The European Union, or E.U., stands as a pillar in Europe, promoting economic and political stability. The partner countries of the E.U. make up a thriving economic landscape. The 10 poorest countries in Europe are not members of the European Union. This includes nations such as Ukraine, Moldova and Kosovo, which stand as the three poorest countries in the continent. If these countries were to have European Union membership, would they benefit?
Anatomy of an Impoverished Country
Ukraine, Moldova and Kosovo a history of government corruption in common. In Moldova, the disappearance of $1 billion from the banking system in 2014 was due to various politicians. Losses like this, high public debt and detrimental business decisions have allowed corruption to thrive. This severely impacts growth potential.
Similarly, in Ukraine, the elite still controls the economy. The economy never healed from the dissolution of the USSR in 1991. Politicians with ulterior motives have quickly hijacked any start of the national budget, such as the military budget. Competition has disappeared in multiple sectors inhibiting growth. For example, politicians frequently make pricing decisions with business in mind rather than individuals.
The preservation of the elite interests blocks agricultural reform, while the monopolization of government funds by private bank owners shuts down bank reform before it can start. As well, the Ukrainian diaspora does little to combat this.
In Kosovo, the political climate remains volatile, with former Prime Minister Ramush Haradinaj having resigned in July 2019. The E.U. reported that the messy election process that followed in his wake lacked “constructive political dialogue,” in part due to the lack of minimum-member requirements to make forum meetings valid.
Following this, a caretaker government remained in place under the leadership of former Prime Minister Albin Kurti until the election of current Prime Minister Avdullah Hoti. The 2019 election revealed several unsavory truths about the state of politics in Kosovo. Voter intimidation tactics underwent deployment against non-Srpska Lista (the Serb List, a minority political party) candidates and supporters.
Whether the activities of the government include explicitly skimming funds initially for the welfare of the people, or suppressing voices when the nation has the potential to change, corrupt governments are all too common in impoverished countries. The elite seeks to protect specific interests and fund individual exploits at the expense of the people.
European Union Membership
Countries that want to undergo consideration for E.U. membership need to meet three major criteria. The first requires the applying nation to have a stable, democratic government that protects human rights. The second is a competitive economy. The third is that the applicant must be willing to comply with the E.U.’s political, economic and monetary policies.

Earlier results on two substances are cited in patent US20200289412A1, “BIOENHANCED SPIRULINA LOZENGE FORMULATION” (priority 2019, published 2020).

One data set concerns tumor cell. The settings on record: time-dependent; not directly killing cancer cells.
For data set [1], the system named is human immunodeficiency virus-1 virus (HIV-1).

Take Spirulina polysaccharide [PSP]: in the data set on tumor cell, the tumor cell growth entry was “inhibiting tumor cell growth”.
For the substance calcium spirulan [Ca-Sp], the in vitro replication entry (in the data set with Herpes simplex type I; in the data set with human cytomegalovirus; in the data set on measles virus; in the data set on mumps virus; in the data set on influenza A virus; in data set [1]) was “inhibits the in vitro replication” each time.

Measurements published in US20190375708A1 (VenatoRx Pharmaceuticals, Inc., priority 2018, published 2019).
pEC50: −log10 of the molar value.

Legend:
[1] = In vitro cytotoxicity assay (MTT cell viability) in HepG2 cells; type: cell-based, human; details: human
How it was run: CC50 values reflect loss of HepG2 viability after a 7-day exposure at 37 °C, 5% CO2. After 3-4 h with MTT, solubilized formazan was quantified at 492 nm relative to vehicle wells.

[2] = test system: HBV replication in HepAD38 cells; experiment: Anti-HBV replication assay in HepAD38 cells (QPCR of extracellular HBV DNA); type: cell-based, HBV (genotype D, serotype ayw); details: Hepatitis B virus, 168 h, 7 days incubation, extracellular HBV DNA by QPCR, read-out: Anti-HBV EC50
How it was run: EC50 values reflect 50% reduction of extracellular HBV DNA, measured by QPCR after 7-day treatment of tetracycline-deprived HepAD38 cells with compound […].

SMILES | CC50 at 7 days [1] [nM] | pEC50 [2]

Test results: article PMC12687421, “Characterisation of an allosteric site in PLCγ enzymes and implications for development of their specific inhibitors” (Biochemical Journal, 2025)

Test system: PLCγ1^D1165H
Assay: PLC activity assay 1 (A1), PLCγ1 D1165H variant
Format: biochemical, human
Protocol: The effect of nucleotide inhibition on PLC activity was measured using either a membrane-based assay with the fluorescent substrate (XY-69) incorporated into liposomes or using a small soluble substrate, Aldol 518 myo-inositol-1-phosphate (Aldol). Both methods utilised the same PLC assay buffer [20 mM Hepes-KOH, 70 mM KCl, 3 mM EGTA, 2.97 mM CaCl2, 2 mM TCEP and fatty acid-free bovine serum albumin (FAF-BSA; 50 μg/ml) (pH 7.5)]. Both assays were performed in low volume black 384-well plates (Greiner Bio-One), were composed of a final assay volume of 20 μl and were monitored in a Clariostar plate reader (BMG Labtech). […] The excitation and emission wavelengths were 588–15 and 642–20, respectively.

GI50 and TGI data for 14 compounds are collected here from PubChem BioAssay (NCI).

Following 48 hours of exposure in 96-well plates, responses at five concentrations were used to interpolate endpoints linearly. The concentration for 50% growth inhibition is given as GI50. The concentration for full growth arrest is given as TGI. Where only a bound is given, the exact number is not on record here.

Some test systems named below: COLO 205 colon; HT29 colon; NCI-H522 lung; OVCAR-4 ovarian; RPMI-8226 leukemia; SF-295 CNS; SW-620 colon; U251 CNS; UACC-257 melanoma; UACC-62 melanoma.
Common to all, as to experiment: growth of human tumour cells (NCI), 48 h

In joining the E.U., citizens of partnered countries access a market with diverse choices and stable prices, as well as a secure and lucrative economy. Moreover, the nation joins the global economy via the E.U., presenting a cohesive, prominent European identity. All of these factors lend support and power to the people, unlike when support and power are at risk under a corrupt government. However, an obstacle to E.U. membership that remains, is these formerly corrupt governments must meet a certain ethical standard.
The International Committee of the Red Cross
Fixing the main obstacles inhibiting these countries’ growth requires more than one solution. While European Union membership could be a valuable resource and an incredible step forward for countries like Kosovo and Ukraine, they have to make several strides before they can receive membership. The International Committee of the Red Cross (ICRC) can help triage several of these issues, stabilizing the area to help get them closer to European Union membership.
For example, in Ukraine, where infrastructure has taken a hit with government corruption and negligence, the ICRC provided 850,000 people with water, due to trying to fix the sanitation sector and setting up waterboards. Meanwhile, 67 health care facilities received necessary supplies. Moreover, 120,000 obtained food, hygiene, cash aid for agricultural endeavors and grants for business opportunities.
Joining the E.U. is not a cure for poverty in Europe. Meeting the baseline criteria concerning human rights and the economy can be challenging for many impoverished countries. Additionally, E.U. membership is a partnership that does not have the intention of being a one-way deployment of aid.
For the E.U., the protection of human rights, a stable economy and a cohesive identity are important factors. The lack of these qualities often allows poverty to thrive. A weak and volatile economy leaves many citizens income-insecure, especially in places where minority groups receive poor treatment. Furthermore, corruption, like siphoning government funds, can prevent an economy from getting on its feet.
Organizations like the ICRC can help stabilize areas as it can help Ukraine and Kosovo obtain their daily needs and start growing their infrastructure. This would help them join the E.U. in which nations agree to make policies that will abide by the E.U.’s goals. This will allow nations like Ukraine and Kosovo to work more easily with other E.U. members and promote regional stability and consistency of policy and cohesion of identity.
Stronger together than apart, the E.U. provides more opportunities for individual nations inside to trade with those that lay outside the immediate vicinity.
– Catherine Lin